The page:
AI & Teaching Writing

I have had the distinct opportunity this past week to directly address the presence and use of artificial intelligence (AI) in the writing classroom. For those of you who may yet be unaware of what I mean by AI, I mean Chatgpt and its many spin offs – Chat Bots, in common parlance – with the technological capacity for generating content for many reasons and uses, not excluding wholesale start to finish student essays. At this time, chatbots are defined as “conversational tools’ ‘ used to complete “routine tasks efficiently” in order to help the users to get on with the more demanding and engaging activities that require human capability.

Students in our middle school are enthralled. In my eighth grade class this past week, at least six students utilized chatbots to generate essays. Five of these essays were turned in to me as complete drafts representative of work authored by the students who turned them in. It was obvious to me that the work had not been authored by the students. They were questioned. They confessed and school administration was informed. That is all fine, good, and appropriate, but what I want to write about is a bridge apart: The power of student voice.

The students I teach represent a range of capacities, from students for whom words come quickly to students who question every thought that crosses their mind. I teach students who raise their hands with a fully formed opinion before I finish the question I am asking, to students whose heads are down and the drawstrings on their invisibility cloaks secured the moment they take a seat.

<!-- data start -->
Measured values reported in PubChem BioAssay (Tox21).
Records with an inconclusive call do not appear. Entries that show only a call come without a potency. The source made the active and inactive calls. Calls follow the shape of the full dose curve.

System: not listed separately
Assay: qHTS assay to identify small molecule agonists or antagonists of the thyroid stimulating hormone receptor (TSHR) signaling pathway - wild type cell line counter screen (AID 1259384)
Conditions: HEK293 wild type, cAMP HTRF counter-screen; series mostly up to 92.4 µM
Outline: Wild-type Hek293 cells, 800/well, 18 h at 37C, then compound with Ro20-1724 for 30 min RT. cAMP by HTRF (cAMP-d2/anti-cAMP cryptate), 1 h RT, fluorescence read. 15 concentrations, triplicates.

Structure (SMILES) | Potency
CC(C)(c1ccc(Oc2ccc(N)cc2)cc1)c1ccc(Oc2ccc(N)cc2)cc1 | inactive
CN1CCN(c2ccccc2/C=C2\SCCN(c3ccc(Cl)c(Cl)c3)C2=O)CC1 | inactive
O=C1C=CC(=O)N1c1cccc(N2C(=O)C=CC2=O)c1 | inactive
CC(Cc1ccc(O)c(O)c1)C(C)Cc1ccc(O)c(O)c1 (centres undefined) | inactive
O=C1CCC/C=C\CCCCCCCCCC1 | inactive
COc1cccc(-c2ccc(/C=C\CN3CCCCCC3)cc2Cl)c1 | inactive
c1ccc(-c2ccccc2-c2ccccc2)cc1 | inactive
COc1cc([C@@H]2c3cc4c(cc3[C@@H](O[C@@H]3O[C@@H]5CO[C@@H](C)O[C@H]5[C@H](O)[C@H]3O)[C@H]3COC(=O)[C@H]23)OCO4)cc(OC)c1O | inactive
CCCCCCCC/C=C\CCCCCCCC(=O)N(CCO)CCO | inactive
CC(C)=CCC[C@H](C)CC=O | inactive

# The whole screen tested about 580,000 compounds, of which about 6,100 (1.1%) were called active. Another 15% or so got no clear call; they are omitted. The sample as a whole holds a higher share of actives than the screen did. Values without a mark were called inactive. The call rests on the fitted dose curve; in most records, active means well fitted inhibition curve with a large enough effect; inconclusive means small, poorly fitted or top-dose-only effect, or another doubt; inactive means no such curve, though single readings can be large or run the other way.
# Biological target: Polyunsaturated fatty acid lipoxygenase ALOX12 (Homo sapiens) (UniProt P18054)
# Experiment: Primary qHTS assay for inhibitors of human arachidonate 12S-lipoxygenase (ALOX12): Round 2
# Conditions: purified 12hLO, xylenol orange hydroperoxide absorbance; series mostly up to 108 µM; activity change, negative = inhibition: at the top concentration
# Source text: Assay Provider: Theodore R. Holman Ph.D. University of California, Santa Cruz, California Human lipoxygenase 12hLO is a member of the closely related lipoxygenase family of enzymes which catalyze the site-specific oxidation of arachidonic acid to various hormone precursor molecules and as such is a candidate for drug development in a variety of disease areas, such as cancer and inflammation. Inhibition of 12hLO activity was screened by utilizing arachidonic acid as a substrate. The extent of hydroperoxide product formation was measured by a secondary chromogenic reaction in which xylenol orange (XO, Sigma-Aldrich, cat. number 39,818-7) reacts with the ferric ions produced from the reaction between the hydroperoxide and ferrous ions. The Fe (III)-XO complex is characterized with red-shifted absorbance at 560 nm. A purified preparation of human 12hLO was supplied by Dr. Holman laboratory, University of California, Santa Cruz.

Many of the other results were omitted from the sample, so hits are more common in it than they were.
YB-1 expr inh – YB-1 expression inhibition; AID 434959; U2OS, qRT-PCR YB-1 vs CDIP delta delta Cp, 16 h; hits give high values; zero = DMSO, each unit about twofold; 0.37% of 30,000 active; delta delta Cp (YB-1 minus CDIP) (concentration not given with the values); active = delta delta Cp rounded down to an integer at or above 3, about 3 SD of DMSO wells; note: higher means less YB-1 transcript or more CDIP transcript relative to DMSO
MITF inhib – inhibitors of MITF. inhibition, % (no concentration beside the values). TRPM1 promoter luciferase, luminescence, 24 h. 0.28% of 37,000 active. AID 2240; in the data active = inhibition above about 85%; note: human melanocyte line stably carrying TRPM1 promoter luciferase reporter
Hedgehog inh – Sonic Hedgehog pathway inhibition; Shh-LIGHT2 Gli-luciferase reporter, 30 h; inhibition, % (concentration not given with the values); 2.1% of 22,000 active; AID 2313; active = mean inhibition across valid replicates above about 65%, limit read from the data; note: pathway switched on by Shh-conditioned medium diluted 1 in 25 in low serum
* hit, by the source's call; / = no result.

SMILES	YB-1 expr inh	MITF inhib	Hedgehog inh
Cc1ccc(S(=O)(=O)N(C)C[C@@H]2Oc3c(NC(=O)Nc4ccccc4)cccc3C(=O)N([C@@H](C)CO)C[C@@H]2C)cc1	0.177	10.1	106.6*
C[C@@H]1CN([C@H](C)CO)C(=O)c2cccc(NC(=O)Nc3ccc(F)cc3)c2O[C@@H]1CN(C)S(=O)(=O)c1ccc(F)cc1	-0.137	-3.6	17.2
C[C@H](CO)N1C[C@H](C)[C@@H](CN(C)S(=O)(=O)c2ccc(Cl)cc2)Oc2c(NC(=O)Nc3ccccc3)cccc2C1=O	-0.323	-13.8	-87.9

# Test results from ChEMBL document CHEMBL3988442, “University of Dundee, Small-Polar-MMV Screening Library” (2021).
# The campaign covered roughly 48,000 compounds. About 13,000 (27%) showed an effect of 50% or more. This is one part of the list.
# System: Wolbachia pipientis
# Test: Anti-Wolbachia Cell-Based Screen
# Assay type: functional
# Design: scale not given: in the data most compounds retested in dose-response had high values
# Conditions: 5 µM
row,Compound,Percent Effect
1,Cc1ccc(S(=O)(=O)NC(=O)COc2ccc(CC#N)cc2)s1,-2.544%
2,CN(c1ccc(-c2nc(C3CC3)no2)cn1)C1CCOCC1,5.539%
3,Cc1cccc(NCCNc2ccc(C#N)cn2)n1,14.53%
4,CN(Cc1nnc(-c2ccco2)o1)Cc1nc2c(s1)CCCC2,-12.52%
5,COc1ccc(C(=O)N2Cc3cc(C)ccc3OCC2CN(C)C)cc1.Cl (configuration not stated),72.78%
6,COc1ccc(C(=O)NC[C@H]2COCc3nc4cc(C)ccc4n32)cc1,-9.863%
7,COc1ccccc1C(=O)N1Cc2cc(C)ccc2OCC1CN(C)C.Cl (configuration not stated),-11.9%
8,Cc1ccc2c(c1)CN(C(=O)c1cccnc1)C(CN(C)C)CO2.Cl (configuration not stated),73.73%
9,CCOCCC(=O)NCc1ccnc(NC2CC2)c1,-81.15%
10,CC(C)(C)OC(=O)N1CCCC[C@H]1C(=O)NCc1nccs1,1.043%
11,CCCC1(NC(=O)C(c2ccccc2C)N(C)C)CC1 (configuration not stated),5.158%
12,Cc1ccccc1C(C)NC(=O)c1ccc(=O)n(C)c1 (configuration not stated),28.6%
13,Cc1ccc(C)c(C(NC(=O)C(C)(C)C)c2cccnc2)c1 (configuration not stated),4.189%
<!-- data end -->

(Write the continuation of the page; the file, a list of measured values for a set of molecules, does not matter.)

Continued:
Still: I want to hear from them all. I want each student to believe that they have a voice unique among voices, that they have opinions shared with peers they may have no idea share them until expressed, and that no matter what the topic at hand may be, their voice matters and what they have to say matters – and: what they have to say matters.

Chatbots produce. The machines bring tasks to an end, make them easier. They are perfect capitalists. Got a job? Done.

But I don’t teach students how to write only so they can get a job done, or so that their writing is grammatically perfect, well formatted, or technically correct; I teach students to write so that they might discover what they think and believe, how to sit with the struggle to find the words to express an idea or opinion or vision they might not have even known they had before they started writing. I teach students to write so they can realize the gift it is to be the only beings on earth to be able to see things metaphorically, symbolically, or spiritually – and then name them. I teach students to write so they can discover who they are, so they can find their unique voice among disparate voices, and so they can begin to anchor themselves in an ethics and understanding of existence that will carry them forward. And I tell students and I tell students and I tell students: Your voices matter. Your voices. I tell students: find your voice. Find your voice and I will honor your voice.

There is what I call an ocean at the door. You can imagine, as can I, what it means when a door with the ocean at it opens: Near impossible overwhelm. But only nearly impossible. I believe that our students can think and produce and create and imagine and inspire and discover worlds upon worlds on their very own – and that they can make their thoughts known to us on their own. I recognize that technological tools are inevitably available to them; what I caution is the extent to which these tools take them – and us – over.

Heidi Goodwin

Heidi Goodwin has taught at the ANCS middle campus since 2012. Ms. Goodwin has a Master’s Degree in English/Critical Theory, as well as more than 30 additional hours in Education. She taught one year on Austria as a Fulbright Teaching Assistant at two middle/secondary schools there. Her B.A. is in both English and German.